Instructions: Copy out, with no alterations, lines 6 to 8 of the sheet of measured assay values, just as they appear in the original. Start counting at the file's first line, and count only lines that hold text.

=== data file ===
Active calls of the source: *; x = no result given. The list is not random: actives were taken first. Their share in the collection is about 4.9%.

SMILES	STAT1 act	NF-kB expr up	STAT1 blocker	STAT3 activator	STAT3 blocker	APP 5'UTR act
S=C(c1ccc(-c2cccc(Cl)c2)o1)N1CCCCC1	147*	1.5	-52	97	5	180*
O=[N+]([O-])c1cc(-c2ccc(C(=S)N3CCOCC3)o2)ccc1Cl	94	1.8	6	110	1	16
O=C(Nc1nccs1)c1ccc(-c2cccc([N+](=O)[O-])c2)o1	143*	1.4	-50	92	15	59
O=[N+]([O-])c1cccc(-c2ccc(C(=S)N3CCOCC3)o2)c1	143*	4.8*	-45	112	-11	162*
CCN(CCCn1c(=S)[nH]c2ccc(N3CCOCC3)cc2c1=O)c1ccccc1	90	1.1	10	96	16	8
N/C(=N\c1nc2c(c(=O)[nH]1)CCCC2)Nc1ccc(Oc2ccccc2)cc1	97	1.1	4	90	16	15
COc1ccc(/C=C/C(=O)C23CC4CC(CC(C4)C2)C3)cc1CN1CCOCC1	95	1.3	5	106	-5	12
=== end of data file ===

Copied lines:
O=[N+]([O-])c1cccc(-c2ccc(C(=S)N3CCOCC3)o2)c1	143*	4.8*	-45	112	-11	162*
CCN(CCCn1c(=S)[nH]c2ccc(N3CCOCC3)cc2c1=O)c1ccccc1	90	1.1	10	96	16	8
N/C(=N\c1nc2c(c(=O)[nH]1)CCCC2)Nc1ccc(Oc2ccccc2)cc1	97	1.1	4	90	16	15